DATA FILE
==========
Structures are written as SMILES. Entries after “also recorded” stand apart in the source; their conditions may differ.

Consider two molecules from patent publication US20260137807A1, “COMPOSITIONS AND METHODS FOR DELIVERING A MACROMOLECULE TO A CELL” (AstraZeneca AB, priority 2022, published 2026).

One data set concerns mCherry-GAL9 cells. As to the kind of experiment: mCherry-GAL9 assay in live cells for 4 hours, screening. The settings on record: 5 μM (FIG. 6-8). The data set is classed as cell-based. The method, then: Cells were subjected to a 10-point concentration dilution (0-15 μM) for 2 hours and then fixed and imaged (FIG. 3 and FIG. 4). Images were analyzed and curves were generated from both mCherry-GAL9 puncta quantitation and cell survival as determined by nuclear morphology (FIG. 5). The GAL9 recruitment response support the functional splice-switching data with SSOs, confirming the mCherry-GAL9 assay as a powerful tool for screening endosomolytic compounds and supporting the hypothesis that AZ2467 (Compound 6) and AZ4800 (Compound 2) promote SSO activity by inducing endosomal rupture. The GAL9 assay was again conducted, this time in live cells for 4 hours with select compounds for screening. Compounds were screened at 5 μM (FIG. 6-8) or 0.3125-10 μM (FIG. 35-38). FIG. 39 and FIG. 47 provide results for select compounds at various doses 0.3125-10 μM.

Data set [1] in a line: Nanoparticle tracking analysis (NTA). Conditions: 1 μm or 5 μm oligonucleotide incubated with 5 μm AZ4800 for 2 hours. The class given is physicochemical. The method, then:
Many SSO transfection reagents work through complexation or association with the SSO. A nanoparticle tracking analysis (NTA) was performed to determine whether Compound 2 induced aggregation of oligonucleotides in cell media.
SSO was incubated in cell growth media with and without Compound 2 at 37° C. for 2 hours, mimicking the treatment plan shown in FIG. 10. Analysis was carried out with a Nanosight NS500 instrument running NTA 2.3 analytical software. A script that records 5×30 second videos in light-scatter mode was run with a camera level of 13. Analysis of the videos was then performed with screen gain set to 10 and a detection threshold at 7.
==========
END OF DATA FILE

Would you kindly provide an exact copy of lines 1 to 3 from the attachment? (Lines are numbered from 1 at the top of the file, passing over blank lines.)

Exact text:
Structures are written as SMILES. Entries after “also recorded” stand apart in the source; their conditions may differ.

Consider two molecules from patent publication US20260137807A1, “COMPOSITIONS AND METHODS FOR DELIVERING A MACROMOLECULE TO A CELL” (AstraZeneca AB, priority 2022, published 2026).

One data set concerns mCherry-GAL9 cells. As to the kind of experiment: mCherry-GAL9 assay in live cells for 4 hours, screening. The settings on record: 5 μM (FIG. 6-8). The data set is classed as cell-based. The method, then: Cells were subjected to a 10-point concentration dilution (0-15 μM) for 2 hours and then fixed and imaged (FIG. 3 and FIG. 4). Images were analyzed and curves were generated from both mCherry-GAL9 puncta quantitation and cell survival as determined by nuclear morphology (FIG. 5). The GAL9 recruitment response support the functional splice-switching data with SSOs, confirming the mCherry-GAL9 assay as a powerful tool for screening endosomolytic compounds and supporting the hypothesis that AZ2467 (Compound 6) and AZ4800 (Compound 2) promote SSO activity by inducing endosomal rupture. The GAL9 assay was again conducted, this time in live cells for 4 hours with select compounds for screening. Compounds were screened at 5 μM (FIG. 6-8) or 0.3125-10 μM (FIG. 35-38). FIG. 39 and FIG. 47 provide results for select compounds at various doses 0.3125-10 μM.